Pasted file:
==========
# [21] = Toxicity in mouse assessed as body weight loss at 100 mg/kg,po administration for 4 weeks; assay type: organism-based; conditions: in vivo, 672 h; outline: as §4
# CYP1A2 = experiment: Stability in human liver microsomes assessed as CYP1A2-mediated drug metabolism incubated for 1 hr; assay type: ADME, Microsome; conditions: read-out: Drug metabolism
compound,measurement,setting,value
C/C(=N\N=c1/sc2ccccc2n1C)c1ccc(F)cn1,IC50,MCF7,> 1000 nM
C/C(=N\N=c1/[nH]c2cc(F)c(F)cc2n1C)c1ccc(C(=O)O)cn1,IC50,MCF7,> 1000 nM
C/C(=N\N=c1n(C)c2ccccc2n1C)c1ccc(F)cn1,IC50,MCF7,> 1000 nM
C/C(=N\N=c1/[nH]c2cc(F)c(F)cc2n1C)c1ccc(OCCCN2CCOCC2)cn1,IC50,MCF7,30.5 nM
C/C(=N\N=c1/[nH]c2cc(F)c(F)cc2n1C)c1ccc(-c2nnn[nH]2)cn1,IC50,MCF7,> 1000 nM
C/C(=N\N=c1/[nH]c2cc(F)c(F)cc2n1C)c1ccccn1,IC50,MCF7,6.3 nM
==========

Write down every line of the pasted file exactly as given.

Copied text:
# [21] = Toxicity in mouse assessed as body weight loss at 100 mg/kg,po administration for 4 weeks; assay type: organism-based; conditions: in vivo, 672 h; outline: as §4
# CYP1A2 = experiment: Stability in human liver microsomes assessed as CYP1A2-mediated drug metabolism incubated for 1 hr; assay type: ADME, Microsome; conditions: read-out: Drug metabolism
compound,measurement,setting,value
C/C(=N\N=c1/sc2ccccc2n1C)c1ccc(F)cn1,IC50,MCF7,> 1000 nM
C/C(=N\N=c1/[nH]c2cc(F)c(F)cc2n1C)c1ccc(C(=O)O)cn1,IC50,MCF7,> 1000 nM
C/C(=N\N=c1n(C)c2ccccc2n1C)c1ccc(F)cn1,IC50,MCF7,> 1000 nM
C/C(=N\N=c1/[nH]c2cc(F)c(F)cc2n1C)c1ccc(OCCCN2CCOCC2)cn1,IC50,MCF7,30.5 nM
C/C(=N\N=c1/[nH]c2cc(F)c(F)cc2n1C)c1ccc(-c2nnn[nH]2)cn1,IC50,MCF7,> 1000 nM
C/C(=N\N=c1/[nH]c2cc(F)c(F)cc2n1C)c1ccccn1,IC50,MCF7,6.3 nM